• Join over 1.2 million students every month
  • Accelerate your learning by 29%
  • Unlimited access from just £6.99 per month

Review of "Wild Bees" by Baxter

Extracts from this document...

Introduction

In his poem "Wild Bees" James K. Baxter portrays the perpetual struggle of human nature for good or evil. HE does so by painting a scene of, although at first glance normal, vicious violation of a "city", a bee hive. By taking this simplistic event and coupling it with allusions and grotesque imagery, Baxter displays the way human nature can self-reproach but still always be on the edge of trespassing a line integrity. The narrator attributes the bees a sense of candor, amplifying it further by a contrasting comparison of him being despicable. This effect is reached by Baxter with an allusion and metaphor for the boat being " a safe Ophelia drifting" (2). By referring to a crazed character the narrator is also referring to the deed he is planning. He himself believes it be not worthy. The bees on the other hand seem to be cool headed "in passionless industry" (5). ...read more.

Middle

It is not only through personal description that Baxter accomplishes his goal, but also through the morbid setting. Everything around the narrator seems to be decaying. "Rotten cabbage tree" (6) and "stagnant river" (10) provide a horrendous setting and although these are the natural events taking place, through the eyes of the narrator everything is an unfavorable foreshadowing. By making the narrator seem paranoid Baxter makes the readers see the depth of the unease that the narrator is feeling. Once again imagery is used when they were "waiting for light to drain from wounded sky" (13). This evokes images of wounded body bleeding to death, thus the narrator is once again portraying themselves as covert and taking advantage of the situation. The reader is confronted with characters that are cowardly using "poisonous fuming" and brave bees that are suicidal (15) (16). The bees are "tigers" while the men are just conspirators. ...read more.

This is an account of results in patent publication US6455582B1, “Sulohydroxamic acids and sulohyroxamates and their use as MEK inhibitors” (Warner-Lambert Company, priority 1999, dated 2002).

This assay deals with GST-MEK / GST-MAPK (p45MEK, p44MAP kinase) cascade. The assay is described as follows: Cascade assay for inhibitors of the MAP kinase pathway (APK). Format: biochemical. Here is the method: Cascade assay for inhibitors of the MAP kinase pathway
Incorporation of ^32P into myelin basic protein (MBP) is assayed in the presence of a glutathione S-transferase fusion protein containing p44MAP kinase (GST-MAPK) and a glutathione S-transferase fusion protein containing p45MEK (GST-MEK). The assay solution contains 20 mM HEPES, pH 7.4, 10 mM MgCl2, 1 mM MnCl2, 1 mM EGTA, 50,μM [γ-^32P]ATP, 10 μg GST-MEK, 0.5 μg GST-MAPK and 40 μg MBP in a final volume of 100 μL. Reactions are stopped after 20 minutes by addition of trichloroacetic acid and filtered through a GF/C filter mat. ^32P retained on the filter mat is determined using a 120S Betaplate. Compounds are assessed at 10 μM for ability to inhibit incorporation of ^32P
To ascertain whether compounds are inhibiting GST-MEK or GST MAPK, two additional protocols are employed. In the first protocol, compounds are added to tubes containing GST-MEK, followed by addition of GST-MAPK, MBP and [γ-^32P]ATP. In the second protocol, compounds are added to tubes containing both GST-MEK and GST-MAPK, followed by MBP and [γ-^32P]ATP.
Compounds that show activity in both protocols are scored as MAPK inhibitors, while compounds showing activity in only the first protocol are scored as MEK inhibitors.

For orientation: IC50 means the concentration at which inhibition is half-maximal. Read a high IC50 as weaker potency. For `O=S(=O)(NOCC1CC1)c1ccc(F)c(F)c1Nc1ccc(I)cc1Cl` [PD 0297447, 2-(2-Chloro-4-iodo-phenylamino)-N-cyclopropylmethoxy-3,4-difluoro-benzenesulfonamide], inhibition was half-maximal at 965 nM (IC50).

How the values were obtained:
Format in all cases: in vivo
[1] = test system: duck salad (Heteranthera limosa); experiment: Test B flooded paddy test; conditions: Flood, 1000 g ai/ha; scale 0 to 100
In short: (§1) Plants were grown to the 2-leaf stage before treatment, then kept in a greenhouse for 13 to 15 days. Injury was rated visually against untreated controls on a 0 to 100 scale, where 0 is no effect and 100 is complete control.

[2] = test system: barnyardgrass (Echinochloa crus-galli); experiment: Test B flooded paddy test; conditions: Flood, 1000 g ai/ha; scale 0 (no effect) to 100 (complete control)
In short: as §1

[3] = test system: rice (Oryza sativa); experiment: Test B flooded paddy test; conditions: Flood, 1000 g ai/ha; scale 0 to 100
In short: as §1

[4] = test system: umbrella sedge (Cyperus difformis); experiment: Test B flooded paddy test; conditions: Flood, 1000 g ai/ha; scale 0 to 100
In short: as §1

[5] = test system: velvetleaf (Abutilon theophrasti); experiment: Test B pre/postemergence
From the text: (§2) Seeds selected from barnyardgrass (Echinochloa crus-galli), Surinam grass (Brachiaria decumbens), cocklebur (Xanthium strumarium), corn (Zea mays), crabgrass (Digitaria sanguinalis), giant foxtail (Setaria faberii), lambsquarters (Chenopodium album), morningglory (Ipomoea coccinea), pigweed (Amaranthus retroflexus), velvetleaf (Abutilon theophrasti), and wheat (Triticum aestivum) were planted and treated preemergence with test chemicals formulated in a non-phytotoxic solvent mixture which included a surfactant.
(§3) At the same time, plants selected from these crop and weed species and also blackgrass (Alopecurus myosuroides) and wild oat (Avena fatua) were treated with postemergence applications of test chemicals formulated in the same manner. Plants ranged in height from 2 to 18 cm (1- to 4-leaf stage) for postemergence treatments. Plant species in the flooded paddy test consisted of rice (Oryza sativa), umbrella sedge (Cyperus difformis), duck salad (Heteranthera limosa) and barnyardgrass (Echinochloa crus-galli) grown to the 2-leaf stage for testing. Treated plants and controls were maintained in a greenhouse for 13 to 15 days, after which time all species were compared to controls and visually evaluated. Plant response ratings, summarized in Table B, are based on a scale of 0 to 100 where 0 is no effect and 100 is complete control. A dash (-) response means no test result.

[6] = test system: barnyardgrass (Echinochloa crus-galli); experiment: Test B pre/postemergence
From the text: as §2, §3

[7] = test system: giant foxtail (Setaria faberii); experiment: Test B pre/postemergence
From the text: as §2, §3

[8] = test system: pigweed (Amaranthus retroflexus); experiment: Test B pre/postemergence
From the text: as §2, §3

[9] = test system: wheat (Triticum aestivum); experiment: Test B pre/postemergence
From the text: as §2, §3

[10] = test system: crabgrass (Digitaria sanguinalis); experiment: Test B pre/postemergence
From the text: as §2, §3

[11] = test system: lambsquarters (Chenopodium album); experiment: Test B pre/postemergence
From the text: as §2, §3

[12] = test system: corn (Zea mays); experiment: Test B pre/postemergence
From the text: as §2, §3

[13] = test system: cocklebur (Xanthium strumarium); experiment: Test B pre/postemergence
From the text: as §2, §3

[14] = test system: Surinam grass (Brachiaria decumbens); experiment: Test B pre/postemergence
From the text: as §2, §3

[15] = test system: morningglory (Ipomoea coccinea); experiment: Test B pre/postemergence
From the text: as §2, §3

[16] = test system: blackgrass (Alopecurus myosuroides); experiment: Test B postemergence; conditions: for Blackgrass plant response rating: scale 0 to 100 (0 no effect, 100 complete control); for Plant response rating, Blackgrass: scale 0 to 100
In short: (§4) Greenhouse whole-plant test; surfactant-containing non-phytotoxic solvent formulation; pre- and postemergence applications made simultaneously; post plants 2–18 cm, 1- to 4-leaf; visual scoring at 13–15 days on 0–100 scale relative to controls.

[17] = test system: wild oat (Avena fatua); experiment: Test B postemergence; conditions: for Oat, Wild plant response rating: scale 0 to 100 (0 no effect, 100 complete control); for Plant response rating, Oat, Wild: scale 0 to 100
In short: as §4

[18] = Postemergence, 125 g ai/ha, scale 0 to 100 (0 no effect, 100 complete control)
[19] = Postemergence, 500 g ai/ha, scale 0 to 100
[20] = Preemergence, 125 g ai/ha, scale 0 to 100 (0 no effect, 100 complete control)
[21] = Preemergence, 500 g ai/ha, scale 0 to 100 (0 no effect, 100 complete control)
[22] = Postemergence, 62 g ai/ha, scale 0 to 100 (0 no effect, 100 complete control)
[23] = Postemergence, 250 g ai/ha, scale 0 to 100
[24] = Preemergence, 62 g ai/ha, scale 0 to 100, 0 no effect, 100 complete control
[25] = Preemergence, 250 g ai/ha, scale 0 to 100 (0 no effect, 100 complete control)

Conclusion

Readers themselves get a glimpse of regret coming from the narrator; but it is also sweet melancholy as the narrator finally ventures on. The deed was done in "ripe January" yet the planning was always thought of "often in summer" however the narrator concludes that although he believes it to be " a cool night in summer" everything just served as "froth of winter". The muddle with seasons is purposeful for the narrator wished it to be a blossoming summer, simple honeys gather. The brutal truth of winter was that they destroyed a whole "kingdom". He concludes that this "loss" that he guilty of also brings him sweet reminder of who he is. A man with a "fallen heart that does not cease to fall " (30). James Baxtor portrays human nature in a sense that is desires to be acknowledged for what it is, and although humans realize their fatal shortcoming they still strive for the fall because that is who they are and were throughout the history, in every self-imposing action they produced. ...read more.

The above preview is unformatted text

This student written piece of work is one of many that can be found in our International Baccalaureate Languages section.